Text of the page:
It’s been said that wolves are the world’s most polarizing predator, and it’s no different in Idaho. “Two-Faced Wolf,” the first book in the Gem State Series, presents an Idaho torn apart by the battle over the reintroduction of the gray wolf. They call it the Wolf War. It’s fought with billboards and bumper stickers, comments and pics, and in courts, rallies, and public meetings. Sometimes, it’s fought in the Idaho wilderness.

In “Two-Faced Wolf,” Idaho’s hunters, ranchers, the redneck Republicans, the traditionalists and conservatives oppose the wolves. Their pioneer ancestors killed them all a hundred years ago so civilized people could live in a wolf-free Gem State. They see reintroduction as a step backward. Environmentalists and conservationists, science-minded folks, wolf lovers, the liberal hippie Democrats support the wolves. In their view, reintroduction was a step forward. Wolves are essential to restoring the ecosystem the pioneer ancestors destroyed. 

The die-hards, the extremists on both sides, seem willing to do whatever it takes to win. Idaho’s land, the wolves, and its people are caught in the middle. Enter big Seq and compact Ralph, two Idahoans at the furthest ends of the extremes. 



TEDDY ROOSEVELT and his hunting companions battle a creature unlike anything they’ve encountered.

The year is 1888. Teddy Roosevelt is twenty-nine, vigorous, and an avid hunter. Donning buckskins and carrying a repeating rifle, he’s tracked and killed nearly every big game species in the continental United States. Now, he’s after caribou. They say the last herd roams the high meadows of the Idaho Territory’s Selkurk Mountains. Determined to fulfill his lifelong dream, Roosevelt organizes a hunting party and travels deep into the unforgiving wilderness.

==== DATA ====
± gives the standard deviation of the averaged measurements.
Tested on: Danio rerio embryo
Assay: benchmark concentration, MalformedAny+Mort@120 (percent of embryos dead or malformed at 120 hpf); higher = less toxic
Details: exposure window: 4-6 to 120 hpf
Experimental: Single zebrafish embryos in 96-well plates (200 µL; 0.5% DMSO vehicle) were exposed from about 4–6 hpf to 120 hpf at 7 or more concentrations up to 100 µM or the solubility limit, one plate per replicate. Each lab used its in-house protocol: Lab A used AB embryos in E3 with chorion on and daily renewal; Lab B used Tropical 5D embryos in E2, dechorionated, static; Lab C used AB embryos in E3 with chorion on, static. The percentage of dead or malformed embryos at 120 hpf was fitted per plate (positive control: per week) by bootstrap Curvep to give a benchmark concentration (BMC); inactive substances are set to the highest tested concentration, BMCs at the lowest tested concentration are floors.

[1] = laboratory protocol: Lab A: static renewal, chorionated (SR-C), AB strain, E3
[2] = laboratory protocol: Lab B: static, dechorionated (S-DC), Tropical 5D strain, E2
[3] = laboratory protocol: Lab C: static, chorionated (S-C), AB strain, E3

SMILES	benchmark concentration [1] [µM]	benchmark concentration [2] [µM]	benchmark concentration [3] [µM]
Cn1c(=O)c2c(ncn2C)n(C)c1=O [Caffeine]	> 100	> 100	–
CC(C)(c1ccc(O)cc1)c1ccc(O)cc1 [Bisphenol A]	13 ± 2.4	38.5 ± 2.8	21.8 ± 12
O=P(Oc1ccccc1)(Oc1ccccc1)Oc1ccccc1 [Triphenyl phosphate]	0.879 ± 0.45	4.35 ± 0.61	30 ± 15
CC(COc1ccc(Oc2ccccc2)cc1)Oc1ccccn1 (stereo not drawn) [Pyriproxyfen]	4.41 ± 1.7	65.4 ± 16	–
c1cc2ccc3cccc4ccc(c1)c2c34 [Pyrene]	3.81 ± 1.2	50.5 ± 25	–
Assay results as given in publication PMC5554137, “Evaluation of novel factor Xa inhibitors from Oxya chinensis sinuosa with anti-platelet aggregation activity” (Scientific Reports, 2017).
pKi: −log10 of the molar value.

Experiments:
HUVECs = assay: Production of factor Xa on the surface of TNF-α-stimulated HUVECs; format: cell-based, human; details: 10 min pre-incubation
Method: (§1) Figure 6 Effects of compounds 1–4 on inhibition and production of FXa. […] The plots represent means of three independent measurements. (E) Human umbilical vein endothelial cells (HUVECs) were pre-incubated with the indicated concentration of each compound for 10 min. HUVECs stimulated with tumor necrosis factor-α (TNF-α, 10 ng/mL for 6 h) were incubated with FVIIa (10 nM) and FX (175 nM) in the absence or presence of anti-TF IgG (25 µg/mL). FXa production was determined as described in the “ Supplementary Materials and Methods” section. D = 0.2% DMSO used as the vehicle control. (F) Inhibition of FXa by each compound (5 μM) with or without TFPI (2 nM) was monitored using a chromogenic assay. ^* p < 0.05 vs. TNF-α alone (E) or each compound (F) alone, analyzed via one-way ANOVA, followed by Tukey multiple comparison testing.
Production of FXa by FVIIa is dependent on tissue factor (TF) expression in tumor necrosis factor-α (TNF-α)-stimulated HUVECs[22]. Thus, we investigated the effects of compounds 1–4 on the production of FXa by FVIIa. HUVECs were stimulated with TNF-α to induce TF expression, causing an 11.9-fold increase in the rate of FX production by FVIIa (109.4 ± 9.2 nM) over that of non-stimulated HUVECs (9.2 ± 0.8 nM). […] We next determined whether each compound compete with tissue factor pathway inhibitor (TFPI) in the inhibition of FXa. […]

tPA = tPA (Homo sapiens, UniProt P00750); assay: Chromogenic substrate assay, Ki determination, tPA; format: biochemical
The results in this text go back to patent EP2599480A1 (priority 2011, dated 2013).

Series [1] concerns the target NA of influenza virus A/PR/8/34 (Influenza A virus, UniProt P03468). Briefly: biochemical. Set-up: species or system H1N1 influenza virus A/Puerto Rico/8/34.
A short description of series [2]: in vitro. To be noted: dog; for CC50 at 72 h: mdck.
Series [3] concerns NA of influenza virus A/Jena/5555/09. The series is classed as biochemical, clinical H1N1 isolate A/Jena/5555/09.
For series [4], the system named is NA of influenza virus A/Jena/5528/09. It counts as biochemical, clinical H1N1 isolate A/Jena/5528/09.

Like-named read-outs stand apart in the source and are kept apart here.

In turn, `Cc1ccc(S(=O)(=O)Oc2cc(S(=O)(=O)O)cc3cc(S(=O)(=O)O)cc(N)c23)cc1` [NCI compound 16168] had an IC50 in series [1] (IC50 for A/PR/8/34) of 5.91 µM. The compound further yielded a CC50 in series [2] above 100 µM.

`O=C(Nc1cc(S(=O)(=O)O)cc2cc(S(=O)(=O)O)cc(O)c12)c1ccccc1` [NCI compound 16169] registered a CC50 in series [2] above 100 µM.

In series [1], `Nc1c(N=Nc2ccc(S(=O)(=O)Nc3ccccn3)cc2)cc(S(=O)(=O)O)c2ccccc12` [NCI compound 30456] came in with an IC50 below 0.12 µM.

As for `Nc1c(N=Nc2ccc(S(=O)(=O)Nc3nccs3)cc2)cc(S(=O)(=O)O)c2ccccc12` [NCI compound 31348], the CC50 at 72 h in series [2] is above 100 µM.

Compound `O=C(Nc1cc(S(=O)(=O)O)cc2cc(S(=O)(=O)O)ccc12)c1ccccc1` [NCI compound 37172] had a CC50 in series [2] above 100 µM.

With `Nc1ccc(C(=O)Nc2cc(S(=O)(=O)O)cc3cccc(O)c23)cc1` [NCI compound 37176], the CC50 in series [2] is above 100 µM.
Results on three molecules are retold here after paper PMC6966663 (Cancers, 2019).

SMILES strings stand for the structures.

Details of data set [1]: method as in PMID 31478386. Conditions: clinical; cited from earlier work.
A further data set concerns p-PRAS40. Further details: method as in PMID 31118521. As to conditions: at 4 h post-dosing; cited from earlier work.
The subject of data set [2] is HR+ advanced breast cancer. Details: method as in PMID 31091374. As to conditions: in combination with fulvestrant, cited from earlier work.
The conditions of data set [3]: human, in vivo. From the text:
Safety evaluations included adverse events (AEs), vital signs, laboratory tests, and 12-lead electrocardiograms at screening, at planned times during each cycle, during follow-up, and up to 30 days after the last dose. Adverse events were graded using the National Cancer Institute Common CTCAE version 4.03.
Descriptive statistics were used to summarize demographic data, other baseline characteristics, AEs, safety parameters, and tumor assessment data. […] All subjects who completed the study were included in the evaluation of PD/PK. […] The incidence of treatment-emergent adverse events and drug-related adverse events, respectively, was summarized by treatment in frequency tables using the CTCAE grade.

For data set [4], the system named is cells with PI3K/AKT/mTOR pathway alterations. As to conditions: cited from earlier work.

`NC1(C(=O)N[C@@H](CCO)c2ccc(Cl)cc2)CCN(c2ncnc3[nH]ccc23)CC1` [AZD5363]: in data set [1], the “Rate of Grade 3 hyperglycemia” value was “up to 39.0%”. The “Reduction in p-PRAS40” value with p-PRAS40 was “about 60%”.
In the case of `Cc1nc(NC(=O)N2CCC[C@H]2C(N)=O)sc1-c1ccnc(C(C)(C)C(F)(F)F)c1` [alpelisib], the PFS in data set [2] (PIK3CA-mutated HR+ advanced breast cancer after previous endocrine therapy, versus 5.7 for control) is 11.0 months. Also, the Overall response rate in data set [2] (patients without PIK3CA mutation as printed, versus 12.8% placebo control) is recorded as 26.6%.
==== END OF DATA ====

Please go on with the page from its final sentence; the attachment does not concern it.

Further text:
The game is plentiful, and the caribou are close. It’s the perfect hunt until strange things start happening. A series of loud knocking sounds echo through the night. In the morning, a gravely injured mule stumbles into camp, followed by three distraught miners. The terrified miners tell of a giant beast capable of ripping men and mules to shreds. It’s killed four of their friends and six mules. And it’s still out there hunting them.

Old Bauman, the grizzled, weather-beaten, former mountain man now serving as camp cook, has seen this before. Years ago, one of these beasts killed his trapping partner and scared Old Bauman from the mountains. He calls it a Goblin. Intrigued by the old man’s story, Roosevelt has to investigate for himself. He will not be kept from the caribou by superstition or fear. Roosevelt is a civilized man, a practical and modern sporting man. There is nothing in the forest he cannot kill with his guns.

But things aren’t what they seem. This isn’t your typical Bigfoot story. In a desperate final confrontation, Teddy Roosevelt’s goblin will be revealed. If you’re a fan of suspenseful stories that blend history and adventure with folklore and myth, then you won’t want to miss this riveting novel.